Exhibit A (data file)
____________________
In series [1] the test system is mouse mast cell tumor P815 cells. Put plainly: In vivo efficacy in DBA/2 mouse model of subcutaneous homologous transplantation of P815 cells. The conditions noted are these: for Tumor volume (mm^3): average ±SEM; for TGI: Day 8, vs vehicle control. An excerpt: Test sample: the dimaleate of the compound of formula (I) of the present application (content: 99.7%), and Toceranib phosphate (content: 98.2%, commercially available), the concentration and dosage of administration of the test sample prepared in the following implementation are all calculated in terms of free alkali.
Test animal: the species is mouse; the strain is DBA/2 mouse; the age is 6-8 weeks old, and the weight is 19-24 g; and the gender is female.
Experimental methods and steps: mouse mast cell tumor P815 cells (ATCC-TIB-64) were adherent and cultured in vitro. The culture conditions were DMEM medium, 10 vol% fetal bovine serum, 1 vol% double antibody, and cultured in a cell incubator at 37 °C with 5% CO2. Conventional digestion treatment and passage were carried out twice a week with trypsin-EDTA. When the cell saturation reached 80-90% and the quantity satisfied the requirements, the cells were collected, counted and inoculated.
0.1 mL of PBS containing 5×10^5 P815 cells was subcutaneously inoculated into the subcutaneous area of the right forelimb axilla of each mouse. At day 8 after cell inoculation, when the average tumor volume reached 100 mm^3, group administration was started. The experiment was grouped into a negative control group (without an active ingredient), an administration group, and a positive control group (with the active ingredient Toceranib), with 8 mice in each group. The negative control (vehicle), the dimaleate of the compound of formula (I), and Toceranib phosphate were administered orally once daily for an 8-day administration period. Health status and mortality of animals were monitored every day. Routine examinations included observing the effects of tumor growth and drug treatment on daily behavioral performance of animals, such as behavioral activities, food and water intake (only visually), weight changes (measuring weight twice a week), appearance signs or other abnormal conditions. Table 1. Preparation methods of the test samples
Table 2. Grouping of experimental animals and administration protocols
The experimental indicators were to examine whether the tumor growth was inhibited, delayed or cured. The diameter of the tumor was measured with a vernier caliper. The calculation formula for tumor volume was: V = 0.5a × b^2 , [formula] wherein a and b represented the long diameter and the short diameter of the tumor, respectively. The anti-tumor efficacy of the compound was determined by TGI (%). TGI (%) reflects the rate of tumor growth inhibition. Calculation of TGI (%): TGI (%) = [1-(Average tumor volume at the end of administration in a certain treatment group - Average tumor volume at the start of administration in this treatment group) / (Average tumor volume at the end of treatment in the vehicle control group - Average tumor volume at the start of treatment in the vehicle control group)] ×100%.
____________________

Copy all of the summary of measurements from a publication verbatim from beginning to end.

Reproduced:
In series [1] the test system is mouse mast cell tumor P815 cells. Put plainly: In vivo efficacy in DBA/2 mouse model of subcutaneous homologous transplantation of P815 cells. The conditions noted are these: for Tumor volume (mm^3): average ±SEM; for TGI: Day 8, vs vehicle control. An excerpt: Test sample: the dimaleate of the compound of formula (I) of the present application (content: 99.7%), and Toceranib phosphate (content: 98.2%, commercially available), the concentration and dosage of administration of the test sample prepared in the following implementation are all calculated in terms of free alkali.
Test animal: the species is mouse; the strain is DBA/2 mouse; the age is 6-8 weeks old, and the weight is 19-24 g; and the gender is female.
Experimental methods and steps: mouse mast cell tumor P815 cells (ATCC-TIB-64) were adherent and cultured in vitro. The culture conditions were DMEM medium, 10 vol% fetal bovine serum, 1 vol% double antibody, and cultured in a cell incubator at 37 °C with 5% CO2. Conventional digestion treatment and passage were carried out twice a week with trypsin-EDTA. When the cell saturation reached 80-90% and the quantity satisfied the requirements, the cells were collected, counted and inoculated.
0.1 mL of PBS containing 5×10^5 P815 cells was subcutaneously inoculated into the subcutaneous area of the right forelimb axilla of each mouse. At day 8 after cell inoculation, when the average tumor volume reached 100 mm^3, group administration was started. The experiment was grouped into a negative control group (without an active ingredient), an administration group, and a positive control group (with the active ingredient Toceranib), with 8 mice in each group. The negative control (vehicle), the dimaleate of the compound of formula (I), and Toceranib phosphate were administered orally once daily for an 8-day administration period. Health status and mortality of animals were monitored every day. Routine examinations included observing the effects of tumor growth and drug treatment on daily behavioral performance of animals, such as behavioral activities, food and water intake (only visually), weight changes (measuring weight twice a week), appearance signs or other abnormal conditions. Table 1. Preparation methods of the test samples
Table 2. Grouping of experimental animals and administration protocols
The experimental indicators were to examine whether the tumor growth was inhibited, delayed or cured. The diameter of the tumor was measured with a vernier caliper. The calculation formula for tumor volume was: V = 0.5a × b^2 , [formula] wherein a and b represented the long diameter and the short diameter of the tumor, respectively. The anti-tumor efficacy of the compound was determined by TGI (%). TGI (%) reflects the rate of tumor growth inhibition. Calculation of TGI (%): TGI (%) = [1-(Average tumor volume at the end of administration in a certain treatment group - Average tumor volume at the start of administration in this treatment group) / (Average tumor volume at the end of treatment in the vehicle control group - Average tumor volume at the start of treatment in the vehicle control group)] ×100%.